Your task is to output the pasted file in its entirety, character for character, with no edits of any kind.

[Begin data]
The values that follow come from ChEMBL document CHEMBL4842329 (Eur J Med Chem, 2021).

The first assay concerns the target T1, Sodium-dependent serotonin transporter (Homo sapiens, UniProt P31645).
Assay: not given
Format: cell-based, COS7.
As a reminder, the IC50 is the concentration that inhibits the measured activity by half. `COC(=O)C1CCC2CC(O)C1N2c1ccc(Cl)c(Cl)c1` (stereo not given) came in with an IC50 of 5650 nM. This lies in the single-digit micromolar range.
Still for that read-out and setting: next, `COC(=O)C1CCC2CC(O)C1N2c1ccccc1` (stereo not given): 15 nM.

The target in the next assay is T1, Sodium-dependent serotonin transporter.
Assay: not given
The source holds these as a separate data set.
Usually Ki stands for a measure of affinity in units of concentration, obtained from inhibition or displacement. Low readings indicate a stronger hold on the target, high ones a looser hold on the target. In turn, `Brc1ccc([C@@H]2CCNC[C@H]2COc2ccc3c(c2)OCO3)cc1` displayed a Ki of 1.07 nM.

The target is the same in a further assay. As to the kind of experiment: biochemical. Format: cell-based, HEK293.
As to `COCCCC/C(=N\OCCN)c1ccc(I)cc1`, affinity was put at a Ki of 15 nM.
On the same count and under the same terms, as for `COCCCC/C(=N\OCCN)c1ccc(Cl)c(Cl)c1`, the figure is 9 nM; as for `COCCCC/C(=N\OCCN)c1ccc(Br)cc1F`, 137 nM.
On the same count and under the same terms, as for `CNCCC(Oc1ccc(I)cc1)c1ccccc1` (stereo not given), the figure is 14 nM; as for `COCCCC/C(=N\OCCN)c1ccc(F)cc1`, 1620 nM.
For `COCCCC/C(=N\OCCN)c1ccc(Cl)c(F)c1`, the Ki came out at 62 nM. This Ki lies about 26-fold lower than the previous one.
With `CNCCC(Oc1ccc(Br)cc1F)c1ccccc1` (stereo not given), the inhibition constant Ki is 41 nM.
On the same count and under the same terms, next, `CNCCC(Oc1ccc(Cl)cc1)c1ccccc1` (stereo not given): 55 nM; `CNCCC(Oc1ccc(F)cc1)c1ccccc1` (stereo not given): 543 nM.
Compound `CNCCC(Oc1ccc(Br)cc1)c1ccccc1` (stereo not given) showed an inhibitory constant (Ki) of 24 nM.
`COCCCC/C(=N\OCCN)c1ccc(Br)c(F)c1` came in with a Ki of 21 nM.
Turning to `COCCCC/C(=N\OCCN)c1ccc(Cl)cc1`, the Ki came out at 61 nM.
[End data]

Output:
The values that follow come from ChEMBL document CHEMBL4842329 (Eur J Med Chem, 2021).

The first assay concerns the target T1, Sodium-dependent serotonin transporter (Homo sapiens, UniProt P31645).
Assay: not given
Format: cell-based, COS7.
As a reminder, the IC50 is the concentration that inhibits the measured activity by half. `COC(=O)C1CCC2CC(O)C1N2c1ccc(Cl)c(Cl)c1` (stereo not given) came in with an IC50 of 5650 nM. This lies in the single-digit micromolar range.
Still for that read-out and setting: next, `COC(=O)C1CCC2CC(O)C1N2c1ccccc1` (stereo not given): 15 nM.

The target in the next assay is T1, Sodium-dependent serotonin transporter.
Assay: not given
The source holds these as a separate data set.
Usually Ki stands for a measure of affinity in units of concentration, obtained from inhibition or displacement. Low readings indicate a stronger hold on the target, high ones a looser hold on the target. In turn, `Brc1ccc([C@@H]2CCNC[C@H]2COc2ccc3c(c2)OCO3)cc1` displayed a Ki of 1.07 nM.

The target is the same in a further assay. As to the kind of experiment: biochemical. Format: cell-based, HEK293.
As to `COCCCC/C(=N\OCCN)c1ccc(I)cc1`, affinity was put at a Ki of 15 nM.
On the same count and under the same terms, as for `COCCCC/C(=N\OCCN)c1ccc(Cl)c(Cl)c1`, the figure is 9 nM; as for `COCCCC/C(=N\OCCN)c1ccc(Br)cc1F`, 137 nM.
On the same count and under the same terms, as for `CNCCC(Oc1ccc(I)cc1)c1ccccc1` (stereo not given), the figure is 14 nM; as for `COCCCC/C(=N\OCCN)c1ccc(F)cc1`, 1620 nM.
For `COCCCC/C(=N\OCCN)c1ccc(Cl)c(F)c1`, the Ki came out at 62 nM. This Ki lies about 26-fold lower than the previous one.
With `CNCCC(Oc1ccc(Br)cc1F)c1ccccc1` (stereo not given), the inhibition constant Ki is 41 nM.
On the same count and under the same terms, next, `CNCCC(Oc1ccc(Cl)cc1)c1ccccc1` (stereo not given): 55 nM; `CNCCC(Oc1ccc(F)cc1)c1ccccc1` (stereo not given): 543 nM.
Compound `CNCCC(Oc1ccc(Br)cc1)c1ccccc1` (stereo not given) showed an inhibitory constant (Ki) of 24 nM.
`COCCCC/C(=N\OCCN)c1ccc(Br)c(F)c1` came in with a Ki of 21 nM.
Turning to `COCCCC/C(=N\OCCN)c1ccc(Cl)cc1`, the Ki came out at 61 nM.